War of the Rebellion: Serial 038 Page 0902 Mississippi, WEST TENNESSEE, ETC. Chapter XXXVI.

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to spare, or can hear of any en route, I will be obliged to you to have them collected. You will also confer a favor by ordering provisions to be collected for this command at places en route. If you can hear of any transportation, either of the Government or citizens, the place where you stop upon the railroad en route for General Johnston, please order it there. I think you for the information you give me.

I wish when you receive information of General Johnston's movements you will let me know. I have sent three couriers, and not heard from him in reply. I shall endeavor to join him, either with or without transportation, trusting to collect sufficient for my, men as I move along.

Very respectfully, your obedient servant,


CAMP, near Canton, May 20, 1863.

General BRAGG, Tullahoma, Tenn.:

Can you not order the three cavalry regiments near Tuscumbia to join Roddey, and supply their places from your army? I cannot hear of Roddey. We have had a heavy loss of artillery . Can you send some field guns, harness, and ammunition?

J. E. Johnston.

SELMA ARSENAL, May 20, 1863.


General J. E. Johnston's Headquarters, Jackson, MISS.:

SIR: I have this day received from Ordnance Bureau the following telegram:

Send forward to General Johnston, under proper precautions for safety, any arms and ammunition required by General Johnston. Communicate with him or General Pemberton.

I have about 2,000 muskets and other arms of military pattern, which are being repaired as rapidly as possible with the means at my command. Besides these, I have about 10,000 sporting arms, chiefly rifles, all needing repairs in various degrees. Six thousand of these had been ordered to Arkansas, and are ready for shipment, but delayed by the intervention of the enemy.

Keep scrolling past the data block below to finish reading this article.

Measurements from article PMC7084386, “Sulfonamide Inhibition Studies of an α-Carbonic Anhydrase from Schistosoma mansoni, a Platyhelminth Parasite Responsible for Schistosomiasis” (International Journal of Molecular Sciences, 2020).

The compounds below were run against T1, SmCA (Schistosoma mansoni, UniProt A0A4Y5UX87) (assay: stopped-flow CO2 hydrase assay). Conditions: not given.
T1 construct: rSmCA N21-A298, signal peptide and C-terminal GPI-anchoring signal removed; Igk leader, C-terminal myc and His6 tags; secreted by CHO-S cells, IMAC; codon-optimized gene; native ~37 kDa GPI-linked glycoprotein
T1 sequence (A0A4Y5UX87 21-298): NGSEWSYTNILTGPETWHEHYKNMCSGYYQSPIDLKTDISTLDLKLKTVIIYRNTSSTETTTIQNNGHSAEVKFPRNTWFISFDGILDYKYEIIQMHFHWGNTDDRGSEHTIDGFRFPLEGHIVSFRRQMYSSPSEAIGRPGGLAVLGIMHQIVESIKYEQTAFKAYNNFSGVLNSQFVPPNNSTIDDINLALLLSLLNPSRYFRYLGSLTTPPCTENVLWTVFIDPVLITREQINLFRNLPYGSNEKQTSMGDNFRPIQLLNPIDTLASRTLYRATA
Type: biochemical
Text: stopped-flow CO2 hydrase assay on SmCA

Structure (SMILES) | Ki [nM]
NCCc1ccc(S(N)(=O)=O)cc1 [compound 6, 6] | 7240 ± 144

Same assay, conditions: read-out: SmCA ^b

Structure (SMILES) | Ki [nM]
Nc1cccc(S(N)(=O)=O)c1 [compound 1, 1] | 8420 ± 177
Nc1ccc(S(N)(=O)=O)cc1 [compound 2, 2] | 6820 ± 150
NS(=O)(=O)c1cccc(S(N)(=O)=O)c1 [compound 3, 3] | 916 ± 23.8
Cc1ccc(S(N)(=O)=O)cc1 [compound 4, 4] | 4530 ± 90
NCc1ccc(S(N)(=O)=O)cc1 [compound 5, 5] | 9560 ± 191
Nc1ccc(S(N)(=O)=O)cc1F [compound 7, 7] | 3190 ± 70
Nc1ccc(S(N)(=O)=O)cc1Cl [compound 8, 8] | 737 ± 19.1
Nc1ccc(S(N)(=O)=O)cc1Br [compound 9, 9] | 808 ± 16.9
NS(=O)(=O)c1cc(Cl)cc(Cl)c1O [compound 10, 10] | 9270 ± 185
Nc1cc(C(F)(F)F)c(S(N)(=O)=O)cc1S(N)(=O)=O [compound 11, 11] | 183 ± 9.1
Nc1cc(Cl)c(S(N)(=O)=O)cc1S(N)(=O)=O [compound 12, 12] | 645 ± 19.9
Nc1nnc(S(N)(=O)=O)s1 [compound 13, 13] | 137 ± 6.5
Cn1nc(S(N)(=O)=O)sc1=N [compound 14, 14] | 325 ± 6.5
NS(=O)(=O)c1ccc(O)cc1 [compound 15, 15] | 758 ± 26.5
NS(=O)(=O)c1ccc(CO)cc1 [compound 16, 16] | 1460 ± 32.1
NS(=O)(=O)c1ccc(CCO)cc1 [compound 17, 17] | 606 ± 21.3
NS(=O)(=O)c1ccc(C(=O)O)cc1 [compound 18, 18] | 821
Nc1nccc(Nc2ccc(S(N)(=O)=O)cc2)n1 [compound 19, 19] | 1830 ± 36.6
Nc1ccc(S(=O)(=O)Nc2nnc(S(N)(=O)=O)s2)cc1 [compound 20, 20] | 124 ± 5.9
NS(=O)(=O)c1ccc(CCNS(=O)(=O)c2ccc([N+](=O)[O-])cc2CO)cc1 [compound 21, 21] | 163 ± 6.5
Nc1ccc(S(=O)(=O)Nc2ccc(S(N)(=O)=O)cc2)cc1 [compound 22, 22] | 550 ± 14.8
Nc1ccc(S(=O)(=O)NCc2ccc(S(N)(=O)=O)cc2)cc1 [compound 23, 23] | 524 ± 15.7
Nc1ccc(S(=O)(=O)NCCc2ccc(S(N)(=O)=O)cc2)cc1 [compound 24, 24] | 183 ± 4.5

The scarcity of lead renders it impossible to comply with the demands for ammunition to their full amount. Field ammunition for artillery is being prepared in quantities to meet the ordinary demands. All arms and ammunition, as fast as prepared for service, have been forwarded to the field, and usually to General Pemberton's command. There are now orders from Richmond for the supply of 1,500 country rifles to citizens of Mobile, through General Slaughter. This order is being filled as rapidly as possible. There are also orders for the supply of about 200 arms to two arms to two companies of riflemen recently organized at Columbus, MISS. It is impossible to state at what time these orders can be filled, owing to the various degrees of repairs required.

An inquiry has just been received by telegraph from Richmond, to learn whether or not I can supply 1,000 long-range rifles to General Ruggle's, at Okolona. There are not so many of that kind of arms on hand, but the order will remove all that may be. There are a number of arms ordered to my care for Governor Pettus, some of which have been received and await his orders.